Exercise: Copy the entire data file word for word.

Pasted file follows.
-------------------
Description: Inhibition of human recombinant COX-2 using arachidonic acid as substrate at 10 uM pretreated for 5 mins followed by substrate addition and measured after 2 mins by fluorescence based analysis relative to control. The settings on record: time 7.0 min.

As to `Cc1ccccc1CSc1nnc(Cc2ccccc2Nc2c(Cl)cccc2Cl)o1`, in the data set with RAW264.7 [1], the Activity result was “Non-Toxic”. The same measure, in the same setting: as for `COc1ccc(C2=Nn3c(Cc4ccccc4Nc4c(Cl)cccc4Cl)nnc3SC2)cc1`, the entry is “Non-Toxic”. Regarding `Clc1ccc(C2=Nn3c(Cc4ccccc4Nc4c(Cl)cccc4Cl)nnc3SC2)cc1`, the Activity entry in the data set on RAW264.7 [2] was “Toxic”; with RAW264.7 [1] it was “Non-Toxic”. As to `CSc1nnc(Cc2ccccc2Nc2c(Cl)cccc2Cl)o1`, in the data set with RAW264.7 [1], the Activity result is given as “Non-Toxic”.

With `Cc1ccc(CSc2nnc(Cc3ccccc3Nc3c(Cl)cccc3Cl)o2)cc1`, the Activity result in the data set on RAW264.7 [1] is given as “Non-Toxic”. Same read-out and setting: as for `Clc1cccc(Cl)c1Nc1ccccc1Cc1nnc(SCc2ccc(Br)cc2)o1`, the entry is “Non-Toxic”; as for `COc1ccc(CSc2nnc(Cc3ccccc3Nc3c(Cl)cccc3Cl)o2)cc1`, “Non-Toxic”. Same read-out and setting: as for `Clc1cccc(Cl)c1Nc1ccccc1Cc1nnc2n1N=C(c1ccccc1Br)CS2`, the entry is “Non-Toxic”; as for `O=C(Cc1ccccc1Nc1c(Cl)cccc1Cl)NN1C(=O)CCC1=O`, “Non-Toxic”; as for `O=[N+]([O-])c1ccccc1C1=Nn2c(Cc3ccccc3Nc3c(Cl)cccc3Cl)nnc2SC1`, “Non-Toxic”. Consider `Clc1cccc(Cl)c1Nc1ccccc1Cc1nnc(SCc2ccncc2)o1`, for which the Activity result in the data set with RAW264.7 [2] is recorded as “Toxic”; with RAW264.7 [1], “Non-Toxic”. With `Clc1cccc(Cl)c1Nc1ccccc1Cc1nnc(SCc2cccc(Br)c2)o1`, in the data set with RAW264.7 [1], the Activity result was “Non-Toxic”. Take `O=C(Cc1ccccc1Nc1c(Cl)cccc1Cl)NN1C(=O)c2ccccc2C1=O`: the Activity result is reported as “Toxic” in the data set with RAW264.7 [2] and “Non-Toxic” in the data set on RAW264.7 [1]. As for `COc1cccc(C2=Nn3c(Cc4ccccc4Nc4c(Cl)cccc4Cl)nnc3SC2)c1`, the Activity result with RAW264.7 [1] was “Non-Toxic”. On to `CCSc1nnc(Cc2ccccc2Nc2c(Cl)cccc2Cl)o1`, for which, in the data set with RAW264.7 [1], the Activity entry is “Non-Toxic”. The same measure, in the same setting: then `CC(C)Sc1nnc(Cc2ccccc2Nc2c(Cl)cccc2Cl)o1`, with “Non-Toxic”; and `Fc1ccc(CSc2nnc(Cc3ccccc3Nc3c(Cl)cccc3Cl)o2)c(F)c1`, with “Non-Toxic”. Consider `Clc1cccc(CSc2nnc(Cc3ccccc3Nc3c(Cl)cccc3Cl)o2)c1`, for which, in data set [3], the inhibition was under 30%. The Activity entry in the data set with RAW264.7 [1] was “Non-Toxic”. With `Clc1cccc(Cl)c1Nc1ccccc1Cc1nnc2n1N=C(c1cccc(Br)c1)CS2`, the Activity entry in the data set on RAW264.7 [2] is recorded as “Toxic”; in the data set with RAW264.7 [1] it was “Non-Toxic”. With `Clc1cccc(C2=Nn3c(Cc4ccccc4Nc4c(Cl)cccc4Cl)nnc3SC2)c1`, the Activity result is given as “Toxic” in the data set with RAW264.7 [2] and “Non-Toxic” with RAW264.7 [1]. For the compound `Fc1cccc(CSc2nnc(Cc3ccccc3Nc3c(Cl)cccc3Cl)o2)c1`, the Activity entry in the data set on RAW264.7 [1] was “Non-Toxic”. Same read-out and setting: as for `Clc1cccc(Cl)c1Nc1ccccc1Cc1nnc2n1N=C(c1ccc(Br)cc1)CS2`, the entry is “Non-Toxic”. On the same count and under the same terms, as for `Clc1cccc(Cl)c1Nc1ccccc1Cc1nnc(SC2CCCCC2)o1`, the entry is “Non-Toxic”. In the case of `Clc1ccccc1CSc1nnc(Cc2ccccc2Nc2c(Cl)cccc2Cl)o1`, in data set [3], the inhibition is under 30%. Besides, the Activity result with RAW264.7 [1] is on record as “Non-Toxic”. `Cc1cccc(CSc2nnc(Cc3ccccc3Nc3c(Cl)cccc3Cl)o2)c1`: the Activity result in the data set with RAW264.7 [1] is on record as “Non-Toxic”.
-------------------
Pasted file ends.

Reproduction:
Description: Inhibition of human recombinant COX-2 using arachidonic acid as substrate at 10 uM pretreated for 5 mins followed by substrate addition and measured after 2 mins by fluorescence based analysis relative to control. The settings on record: time 7.0 min.

As to `Cc1ccccc1CSc1nnc(Cc2ccccc2Nc2c(Cl)cccc2Cl)o1`, in the data set with RAW264.7 [1], the Activity result was “Non-Toxic”. The same measure, in the same setting: as for `COc1ccc(C2=Nn3c(Cc4ccccc4Nc4c(Cl)cccc4Cl)nnc3SC2)cc1`, the entry is “Non-Toxic”. Regarding `Clc1ccc(C2=Nn3c(Cc4ccccc4Nc4c(Cl)cccc4Cl)nnc3SC2)cc1`, the Activity entry in the data set on RAW264.7 [2] was “Toxic”; with RAW264.7 [1] it was “Non-Toxic”. As to `CSc1nnc(Cc2ccccc2Nc2c(Cl)cccc2Cl)o1`, in the data set with RAW264.7 [1], the Activity result is given as “Non-Toxic”.

With `Cc1ccc(CSc2nnc(Cc3ccccc3Nc3c(Cl)cccc3Cl)o2)cc1`, the Activity result in the data set on RAW264.7 [1] is given as “Non-Toxic”. Same read-out and setting: as for `Clc1cccc(Cl)c1Nc1ccccc1Cc1nnc(SCc2ccc(Br)cc2)o1`, the entry is “Non-Toxic”; as for `COc1ccc(CSc2nnc(Cc3ccccc3Nc3c(Cl)cccc3Cl)o2)cc1`, “Non-Toxic”. Same read-out and setting: as for `Clc1cccc(Cl)c1Nc1ccccc1Cc1nnc2n1N=C(c1ccccc1Br)CS2`, the entry is “Non-Toxic”; as for `O=C(Cc1ccccc1Nc1c(Cl)cccc1Cl)NN1C(=O)CCC1=O`, “Non-Toxic”; as for `O=[N+]([O-])c1ccccc1C1=Nn2c(Cc3ccccc3Nc3c(Cl)cccc3Cl)nnc2SC1`, “Non-Toxic”. Consider `Clc1cccc(Cl)c1Nc1ccccc1Cc1nnc(SCc2ccncc2)o1`, for which the Activity result in the data set with RAW264.7 [2] is recorded as “Toxic”; with RAW264.7 [1], “Non-Toxic”. With `Clc1cccc(Cl)c1Nc1ccccc1Cc1nnc(SCc2cccc(Br)c2)o1`, in the data set with RAW264.7 [1], the Activity result was “Non-Toxic”. Take `O=C(Cc1ccccc1Nc1c(Cl)cccc1Cl)NN1C(=O)c2ccccc2C1=O`: the Activity result is reported as “Toxic” in the data set with RAW264.7 [2] and “Non-Toxic” in the data set on RAW264.7 [1]. As for `COc1cccc(C2=Nn3c(Cc4ccccc4Nc4c(Cl)cccc4Cl)nnc3SC2)c1`, the Activity result with RAW264.7 [1] was “Non-Toxic”. On to `CCSc1nnc(Cc2ccccc2Nc2c(Cl)cccc2Cl)o1`, for which, in the data set with RAW264.7 [1], the Activity entry is “Non-Toxic”. The same measure, in the same setting: then `CC(C)Sc1nnc(Cc2ccccc2Nc2c(Cl)cccc2Cl)o1`, with “Non-Toxic”; and `Fc1ccc(CSc2nnc(Cc3ccccc3Nc3c(Cl)cccc3Cl)o2)c(F)c1`, with “Non-Toxic”. Consider `Clc1cccc(CSc2nnc(Cc3ccccc3Nc3c(Cl)cccc3Cl)o2)c1`, for which, in data set [3], the inhibition was under 30%. The Activity entry in the data set with RAW264.7 [1] was “Non-Toxic”. With `Clc1cccc(Cl)c1Nc1ccccc1Cc1nnc2n1N=C(c1cccc(Br)c1)CS2`, the Activity entry in the data set on RAW264.7 [2] is recorded as “Toxic”; in the data set with RAW264.7 [1] it was “Non-Toxic”. With `Clc1cccc(C2=Nn3c(Cc4ccccc4Nc4c(Cl)cccc4Cl)nnc3SC2)c1`, the Activity result is given as “Toxic” in the data set with RAW264.7 [2] and “Non-Toxic” with RAW264.7 [1]. For the compound `Fc1cccc(CSc2nnc(Cc3ccccc3Nc3c(Cl)cccc3Cl)o2)c1`, the Activity entry in the data set on RAW264.7 [1] was “Non-Toxic”. Same read-out and setting: as for `Clc1cccc(Cl)c1Nc1ccccc1Cc1nnc2n1N=C(c1ccc(Br)cc1)CS2`, the entry is “Non-Toxic”. On the same count and under the same terms, as for `Clc1cccc(Cl)c1Nc1ccccc1Cc1nnc(SC2CCCCC2)o1`, the entry is “Non-Toxic”. In the case of `Clc1ccccc1CSc1nnc(Cc2ccccc2Nc2c(Cl)cccc2Cl)o1`, in data set [3], the inhibition is under 30%. Besides, the Activity result with RAW264.7 [1] is on record as “Non-Toxic”. `Cc1cccc(CSc2nnc(Cc3ccccc3Nc3c(Cl)cccc3Cl)o2)c1`: the Activity result in the data set with RAW264.7 [1] is on record as “Non-Toxic”.